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Albright-Knox to launch Marisol project: 'A lot to look forward to'

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features Albright Knox Cantillon                         features Cantillon

The Albright-Knox purchased Marisol's "Baby Girl" in 1964.

The Albright-Knox Art Gallery has been awarded $100,000 by the Getty Foundation for a digital project on the late Venezuelan-American pop artist Marisol Escobar, popularly known as Marisol.

The project is intended to shine a light on Marisol's lesser-known use of paper in her artmaking practice. Albright-Knox curatorial fellow Julia Vazquez will research, catalogue, conserve, document and present to scholars and the public this overlooked aspect of her work.

"Marisol was a Latin American artist, a woman artist and an immigrant artist, which is to say she is precisely the type of artist whose stories sometimes get forgotten," Vazquez said. "The degree to which she is unknown today is totally inconsistent with the fame she enjoyed at the height of her career. It's nice to see her coming back into visibility."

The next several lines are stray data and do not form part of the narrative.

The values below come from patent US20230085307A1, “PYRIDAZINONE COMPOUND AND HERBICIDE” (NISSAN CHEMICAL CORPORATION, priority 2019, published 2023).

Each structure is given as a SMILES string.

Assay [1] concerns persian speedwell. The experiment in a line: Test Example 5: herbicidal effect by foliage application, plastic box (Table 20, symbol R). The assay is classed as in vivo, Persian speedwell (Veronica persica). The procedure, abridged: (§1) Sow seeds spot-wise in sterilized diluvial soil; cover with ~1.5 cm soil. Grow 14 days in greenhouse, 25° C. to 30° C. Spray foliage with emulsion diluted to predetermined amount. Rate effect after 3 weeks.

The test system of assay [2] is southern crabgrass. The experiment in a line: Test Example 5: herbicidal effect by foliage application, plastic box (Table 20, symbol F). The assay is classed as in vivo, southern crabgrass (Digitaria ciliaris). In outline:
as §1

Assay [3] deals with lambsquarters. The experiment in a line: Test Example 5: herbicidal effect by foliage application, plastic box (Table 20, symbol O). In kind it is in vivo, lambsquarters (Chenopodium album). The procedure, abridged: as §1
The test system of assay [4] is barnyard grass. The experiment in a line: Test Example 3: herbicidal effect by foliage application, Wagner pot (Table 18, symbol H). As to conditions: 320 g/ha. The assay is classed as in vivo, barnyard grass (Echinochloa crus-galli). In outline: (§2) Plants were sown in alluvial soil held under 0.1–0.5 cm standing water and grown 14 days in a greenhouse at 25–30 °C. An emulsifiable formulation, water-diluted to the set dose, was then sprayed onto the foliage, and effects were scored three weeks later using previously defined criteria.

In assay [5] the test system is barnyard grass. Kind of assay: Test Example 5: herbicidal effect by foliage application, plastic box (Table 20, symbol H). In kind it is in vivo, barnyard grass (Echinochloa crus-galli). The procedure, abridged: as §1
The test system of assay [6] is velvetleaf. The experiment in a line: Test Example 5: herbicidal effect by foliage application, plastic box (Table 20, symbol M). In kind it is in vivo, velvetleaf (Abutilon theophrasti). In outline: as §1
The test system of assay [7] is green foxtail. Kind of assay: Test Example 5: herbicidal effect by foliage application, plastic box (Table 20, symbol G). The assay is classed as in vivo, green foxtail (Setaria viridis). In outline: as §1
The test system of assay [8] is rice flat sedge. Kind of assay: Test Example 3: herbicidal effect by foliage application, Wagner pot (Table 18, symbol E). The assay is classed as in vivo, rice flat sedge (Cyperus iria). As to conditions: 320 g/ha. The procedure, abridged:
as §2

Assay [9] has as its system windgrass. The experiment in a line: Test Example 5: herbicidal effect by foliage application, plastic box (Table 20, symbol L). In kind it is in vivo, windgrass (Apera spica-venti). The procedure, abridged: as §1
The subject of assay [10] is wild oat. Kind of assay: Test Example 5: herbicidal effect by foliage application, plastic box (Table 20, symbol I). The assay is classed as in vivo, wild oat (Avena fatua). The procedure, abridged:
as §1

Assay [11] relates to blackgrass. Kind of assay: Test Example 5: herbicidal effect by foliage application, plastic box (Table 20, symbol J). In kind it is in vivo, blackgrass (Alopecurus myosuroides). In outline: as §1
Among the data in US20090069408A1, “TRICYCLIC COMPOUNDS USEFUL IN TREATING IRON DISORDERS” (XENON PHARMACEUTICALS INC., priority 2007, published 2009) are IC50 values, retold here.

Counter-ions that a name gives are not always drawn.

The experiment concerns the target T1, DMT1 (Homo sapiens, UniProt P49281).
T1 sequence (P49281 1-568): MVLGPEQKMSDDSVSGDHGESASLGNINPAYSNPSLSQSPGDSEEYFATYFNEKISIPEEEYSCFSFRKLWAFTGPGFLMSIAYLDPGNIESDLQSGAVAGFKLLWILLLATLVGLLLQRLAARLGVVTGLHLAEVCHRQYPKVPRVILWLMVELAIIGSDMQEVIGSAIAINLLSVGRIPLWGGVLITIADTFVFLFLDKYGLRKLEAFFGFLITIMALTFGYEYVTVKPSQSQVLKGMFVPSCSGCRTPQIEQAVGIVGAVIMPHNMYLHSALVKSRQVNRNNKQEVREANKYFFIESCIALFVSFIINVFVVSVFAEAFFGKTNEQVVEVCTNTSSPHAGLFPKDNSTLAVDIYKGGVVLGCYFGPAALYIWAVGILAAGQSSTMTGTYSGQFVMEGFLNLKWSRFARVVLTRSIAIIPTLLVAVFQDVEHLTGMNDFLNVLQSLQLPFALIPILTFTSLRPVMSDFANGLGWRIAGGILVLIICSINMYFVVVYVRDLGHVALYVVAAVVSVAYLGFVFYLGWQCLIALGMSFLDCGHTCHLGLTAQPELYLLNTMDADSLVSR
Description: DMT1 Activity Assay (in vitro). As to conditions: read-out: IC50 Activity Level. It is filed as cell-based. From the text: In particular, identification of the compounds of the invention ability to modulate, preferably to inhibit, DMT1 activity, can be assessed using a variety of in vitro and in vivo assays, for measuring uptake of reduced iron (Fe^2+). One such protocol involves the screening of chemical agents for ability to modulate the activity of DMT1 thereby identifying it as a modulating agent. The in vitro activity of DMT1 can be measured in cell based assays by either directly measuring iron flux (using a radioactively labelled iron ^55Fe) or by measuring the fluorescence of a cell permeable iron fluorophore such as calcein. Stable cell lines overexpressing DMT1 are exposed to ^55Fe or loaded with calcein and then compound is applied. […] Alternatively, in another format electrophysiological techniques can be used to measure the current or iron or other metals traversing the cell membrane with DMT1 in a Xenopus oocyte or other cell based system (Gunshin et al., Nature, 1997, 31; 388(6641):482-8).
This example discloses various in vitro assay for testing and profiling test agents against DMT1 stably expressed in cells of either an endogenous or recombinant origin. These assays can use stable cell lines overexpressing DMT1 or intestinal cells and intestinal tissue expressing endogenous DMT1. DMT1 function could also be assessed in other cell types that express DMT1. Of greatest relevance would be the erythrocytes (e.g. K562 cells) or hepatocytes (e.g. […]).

The digital project will coincide with a retrospective exhibition of her work in October 2023. A gallery dedicated to Marisol will also be part of the renamed Buffalo AKG Art Museum when it reopens in 2023.

The Albright-Knox in 1964 was the first museum to formally acquire her art. Marisol's estate bequeathed all of the artist’s works in 2017, one year after her death, including sculptures, paintings, photography and around 400 works on paper.

Marisol is best known for her large-scale sculptures that fused pop and folk art, which drew considerable critical and commercial attention in the 1960s and 1970s. But she also produced a large amount of works on paper, and Vazquez said fans of Marisol's work have a lot to look forward to.

"Everything should surprise and excite them in no small part because many of the works on paper are works of art never shown to the public before," she said.

The grant was part of over $1.2 million awarded by the Getty Foundation to 15 museums in nine countries.

Other recipients include the Museum of Modern Art in New York City, the Smithsonian Institution in Washington, D.C., the Courtauld Gallery in London and the Yale University Art Gallery in New Haven, Conn.  

Mark Sommer covers preservation, development, the waterfront, culture and more. He's also a former arts editor at The News. 

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